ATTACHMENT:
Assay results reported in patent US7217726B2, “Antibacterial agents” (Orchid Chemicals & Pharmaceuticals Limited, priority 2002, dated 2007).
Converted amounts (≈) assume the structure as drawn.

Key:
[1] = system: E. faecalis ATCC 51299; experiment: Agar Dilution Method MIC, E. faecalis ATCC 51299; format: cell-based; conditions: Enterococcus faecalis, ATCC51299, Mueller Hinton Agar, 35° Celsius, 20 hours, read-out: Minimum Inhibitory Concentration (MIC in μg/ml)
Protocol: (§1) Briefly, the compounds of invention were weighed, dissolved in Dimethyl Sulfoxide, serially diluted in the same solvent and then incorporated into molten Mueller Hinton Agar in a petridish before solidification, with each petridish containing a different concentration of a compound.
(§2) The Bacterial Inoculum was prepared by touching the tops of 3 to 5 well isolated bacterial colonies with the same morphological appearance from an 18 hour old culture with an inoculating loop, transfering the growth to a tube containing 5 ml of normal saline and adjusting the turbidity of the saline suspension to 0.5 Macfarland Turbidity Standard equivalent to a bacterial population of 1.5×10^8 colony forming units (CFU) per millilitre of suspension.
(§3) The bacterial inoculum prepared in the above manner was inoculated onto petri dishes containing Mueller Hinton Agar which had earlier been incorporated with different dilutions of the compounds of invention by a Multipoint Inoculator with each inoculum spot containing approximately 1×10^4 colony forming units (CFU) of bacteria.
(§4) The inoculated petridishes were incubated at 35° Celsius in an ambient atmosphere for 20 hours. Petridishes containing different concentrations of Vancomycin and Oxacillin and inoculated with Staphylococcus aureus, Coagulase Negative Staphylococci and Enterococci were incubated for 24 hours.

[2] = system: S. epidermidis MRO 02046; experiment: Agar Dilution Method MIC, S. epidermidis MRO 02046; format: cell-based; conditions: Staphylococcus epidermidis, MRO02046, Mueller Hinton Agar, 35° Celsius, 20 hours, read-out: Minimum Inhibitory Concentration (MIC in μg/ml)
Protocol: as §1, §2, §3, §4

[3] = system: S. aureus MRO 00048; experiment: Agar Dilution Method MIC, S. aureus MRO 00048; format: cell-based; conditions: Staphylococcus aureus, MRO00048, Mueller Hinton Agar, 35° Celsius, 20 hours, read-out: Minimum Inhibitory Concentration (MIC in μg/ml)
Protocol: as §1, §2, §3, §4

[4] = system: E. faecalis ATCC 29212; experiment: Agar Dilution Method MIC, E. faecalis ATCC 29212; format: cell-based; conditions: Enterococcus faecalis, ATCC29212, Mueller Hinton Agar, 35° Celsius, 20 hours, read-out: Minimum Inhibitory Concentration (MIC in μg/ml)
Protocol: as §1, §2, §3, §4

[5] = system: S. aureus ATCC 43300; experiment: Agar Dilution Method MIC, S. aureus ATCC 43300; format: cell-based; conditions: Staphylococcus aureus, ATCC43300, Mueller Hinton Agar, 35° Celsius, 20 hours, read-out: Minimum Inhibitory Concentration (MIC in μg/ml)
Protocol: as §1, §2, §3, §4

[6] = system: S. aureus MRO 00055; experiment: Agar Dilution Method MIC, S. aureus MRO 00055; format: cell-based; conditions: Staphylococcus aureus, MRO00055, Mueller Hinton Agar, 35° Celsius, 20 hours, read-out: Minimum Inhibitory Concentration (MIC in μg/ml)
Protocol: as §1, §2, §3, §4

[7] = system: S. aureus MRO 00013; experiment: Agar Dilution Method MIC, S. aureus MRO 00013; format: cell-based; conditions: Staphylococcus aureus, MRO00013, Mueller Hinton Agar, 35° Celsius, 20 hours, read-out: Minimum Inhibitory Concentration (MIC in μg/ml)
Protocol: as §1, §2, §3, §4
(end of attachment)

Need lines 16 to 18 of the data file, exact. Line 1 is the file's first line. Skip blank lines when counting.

Protocol: as §1, §2, §3, §4

[6] = system: S. aureus MRO 00055; experiment: Agar Dilution Method MIC, S. aureus MRO 00055; format: cell-based; conditions: Staphylococcus aureus, MRO00055, Mueller Hinton Agar, 35° Celsius, 20 hours, read-out: Minimum Inhibitory Concentration (MIC in μg/ml)
Protocol: as §1, §2, §3, §4